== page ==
The drive from Bangor, Maine to Jersey City, New Jersey was by far the worst drive I have experienced during this trip. The longer you drive, the further away your ETA gets. One of the reasons for this is that the GPS directs you through New York City in order to reach Jersey City. The problem is, I was trying to avoid New York City (AT ALL COSTS) because I absolutely did not want to drive in New York. I hope to one day take a trip to the city, but with someone else and without my car. So instead, I tried to avoid the city traffic by taking the back roads through the neighborhoods in Connecticut, New York, and New Jersey. The backroads that I took were absolutely beautiful. There was so much greenery and the houses in all of the neighborhoods were incredibly breath taking. I wanted to pull to the side of the road several times to take pictures, but the roads did not allow that. They were mostly single lane roads with limited visibility and nowhere to pull over. I honestly have no idea where I was, but I got to see a lot of beautiful homes and random bodies of water.
Another issue that made this drive longer was the rain! East coast rainstorms are no joke. The rain is extremely heavy and dense allowing for limited visibility. Additionally, there was the occasional lightning strike and thunder. The thunder was loud because the lightning was so close, but honestly the lightning was more frightening, it would illuminate the sky which would cause me to shriek, and then proceed to laugh at myself.
Before my cross country trip, I took my car in to get an oil change, tire rotation, and overall examination of the car to make sure that everything was sturdy enough for the road trip I was about to embark on. I took my car into University Automotive. They gave me a long list of items that needed to be repaired on my car (which ended up being a HUGE expense before the adventures even started) including the replacement of my windshield wipers. Because my car is parked outside in the Sacramento heat, the windshield wipers deteriorate quite quickly so I agreed to the replacement. Unfortunately, the technician did not properly install my wipers and the wiper on the driver side was sliding further and further off. I pulled over several times to try to fix the blade, but it would again slide out of placement. Because of this issue, the blade was not properly wiping my line of vision on the windshield. It was quite stressful and a safety hazard. It also made me concerned that if the technician messed up on such a simple task, that the rest of the car might not be in the best condition.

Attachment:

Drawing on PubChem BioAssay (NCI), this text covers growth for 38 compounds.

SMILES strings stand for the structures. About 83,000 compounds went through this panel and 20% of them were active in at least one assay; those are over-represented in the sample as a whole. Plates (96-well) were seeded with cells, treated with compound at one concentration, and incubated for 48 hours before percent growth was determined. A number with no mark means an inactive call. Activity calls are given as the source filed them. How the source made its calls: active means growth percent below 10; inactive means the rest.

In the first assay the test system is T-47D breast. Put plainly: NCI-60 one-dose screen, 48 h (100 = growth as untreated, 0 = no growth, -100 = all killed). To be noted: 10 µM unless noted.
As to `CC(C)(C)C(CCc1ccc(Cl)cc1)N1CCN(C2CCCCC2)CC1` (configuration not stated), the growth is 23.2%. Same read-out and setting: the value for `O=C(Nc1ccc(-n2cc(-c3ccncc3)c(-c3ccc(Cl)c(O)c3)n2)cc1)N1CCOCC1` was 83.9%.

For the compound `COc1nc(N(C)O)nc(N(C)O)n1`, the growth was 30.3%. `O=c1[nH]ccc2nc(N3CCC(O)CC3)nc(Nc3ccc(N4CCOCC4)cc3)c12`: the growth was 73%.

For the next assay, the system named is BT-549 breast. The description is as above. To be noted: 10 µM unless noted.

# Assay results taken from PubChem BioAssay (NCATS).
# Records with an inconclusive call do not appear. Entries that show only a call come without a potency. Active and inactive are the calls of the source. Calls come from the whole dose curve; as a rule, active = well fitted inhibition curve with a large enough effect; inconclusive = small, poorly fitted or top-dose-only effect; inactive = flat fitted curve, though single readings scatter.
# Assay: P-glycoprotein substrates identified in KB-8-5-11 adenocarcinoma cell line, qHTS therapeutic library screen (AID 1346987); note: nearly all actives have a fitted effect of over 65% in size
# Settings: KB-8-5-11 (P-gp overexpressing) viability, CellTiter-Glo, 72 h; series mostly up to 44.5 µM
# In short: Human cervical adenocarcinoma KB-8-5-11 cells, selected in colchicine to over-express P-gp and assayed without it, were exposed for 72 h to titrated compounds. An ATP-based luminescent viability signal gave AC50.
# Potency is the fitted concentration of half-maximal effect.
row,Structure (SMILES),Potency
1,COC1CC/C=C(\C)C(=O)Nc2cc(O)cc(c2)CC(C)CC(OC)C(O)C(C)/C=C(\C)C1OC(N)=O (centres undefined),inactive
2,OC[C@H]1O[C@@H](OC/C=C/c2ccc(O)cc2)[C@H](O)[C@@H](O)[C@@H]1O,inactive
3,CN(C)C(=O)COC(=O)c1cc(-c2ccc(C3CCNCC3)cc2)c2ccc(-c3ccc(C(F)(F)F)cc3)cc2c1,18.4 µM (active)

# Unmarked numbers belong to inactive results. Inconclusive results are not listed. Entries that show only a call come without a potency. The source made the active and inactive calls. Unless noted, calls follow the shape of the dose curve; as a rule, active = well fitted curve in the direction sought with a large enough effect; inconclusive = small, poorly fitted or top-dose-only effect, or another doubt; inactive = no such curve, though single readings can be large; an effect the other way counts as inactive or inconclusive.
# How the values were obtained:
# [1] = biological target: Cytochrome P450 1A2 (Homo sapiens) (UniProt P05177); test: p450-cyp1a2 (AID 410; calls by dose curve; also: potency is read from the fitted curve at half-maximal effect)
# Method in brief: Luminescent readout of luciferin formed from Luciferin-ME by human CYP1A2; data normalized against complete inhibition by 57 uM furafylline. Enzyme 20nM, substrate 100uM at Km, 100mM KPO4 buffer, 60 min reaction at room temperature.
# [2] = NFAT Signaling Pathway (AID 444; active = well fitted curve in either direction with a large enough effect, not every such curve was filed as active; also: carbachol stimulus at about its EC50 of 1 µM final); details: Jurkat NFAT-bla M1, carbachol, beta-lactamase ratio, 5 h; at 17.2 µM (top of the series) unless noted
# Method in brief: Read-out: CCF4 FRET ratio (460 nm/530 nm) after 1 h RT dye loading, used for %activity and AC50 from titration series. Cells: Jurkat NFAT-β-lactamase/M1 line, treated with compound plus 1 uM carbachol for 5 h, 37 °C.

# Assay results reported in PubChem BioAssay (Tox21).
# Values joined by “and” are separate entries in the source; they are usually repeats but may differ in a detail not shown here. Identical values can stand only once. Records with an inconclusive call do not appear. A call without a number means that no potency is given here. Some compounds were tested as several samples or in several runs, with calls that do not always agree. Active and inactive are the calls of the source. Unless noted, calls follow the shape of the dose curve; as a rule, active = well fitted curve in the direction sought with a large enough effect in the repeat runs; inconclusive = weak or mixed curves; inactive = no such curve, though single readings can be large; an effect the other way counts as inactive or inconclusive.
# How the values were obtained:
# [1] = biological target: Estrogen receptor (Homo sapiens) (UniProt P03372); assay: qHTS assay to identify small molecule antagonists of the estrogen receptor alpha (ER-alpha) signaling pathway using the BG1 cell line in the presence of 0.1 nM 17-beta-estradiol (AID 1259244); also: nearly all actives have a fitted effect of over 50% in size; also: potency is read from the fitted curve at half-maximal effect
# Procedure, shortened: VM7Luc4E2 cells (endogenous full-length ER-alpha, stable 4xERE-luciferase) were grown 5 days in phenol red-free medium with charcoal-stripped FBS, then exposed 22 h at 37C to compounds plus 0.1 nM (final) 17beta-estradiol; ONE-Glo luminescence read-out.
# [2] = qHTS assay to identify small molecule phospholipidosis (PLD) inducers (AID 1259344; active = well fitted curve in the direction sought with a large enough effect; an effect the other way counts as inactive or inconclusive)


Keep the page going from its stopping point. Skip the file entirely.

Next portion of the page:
I ended up making it to Jersey City (after about 9-10 hours of driving) and for the rest of the evening the weather was perfect. I am so glad it was because Jersey City has the absolute best view of the New York City skyline with way less people.
Here was the view from my room:
Jersey City has a river walk across the entire city, so I enjoyed walking around after the super stressful drive I endured:
I was so exhausted from the drive that I didn't plan on anything super adventurous. I did hear about a restaurant/bar that was on the roof top of a nearby hotel, but I could not figure out how to get there. Instead, I found City Diner which was one of the few restaurants that was open in the area (I am assuming due to Covid?):
I ordered the "Adult Mac and Cheese" which had blue cheese in it and a side salad! The food was better than the drink that I ordered. After dinner, I walked back to my hotel along the river walk and went to bed early. I did capture this gem before heading back to my room, though:
The one thing that I wanted to do in New Jersey I didn't do due to the weather. I am a big fan of The Sopranos and was hoping to visit Tony's house from the show. It is in North Caldwell, New Jersey and I would have otherwise stopped by on my way to Jersey City. Even though the show started over 20 years ago and is extremely problematic at times, I highly appreciate that a big theme of the show focused on mental health. Today, talking about mental health is becoming more mainstream (as it should!), but the storyline involving family and mental health is still very much relatable to what many of us deal with today.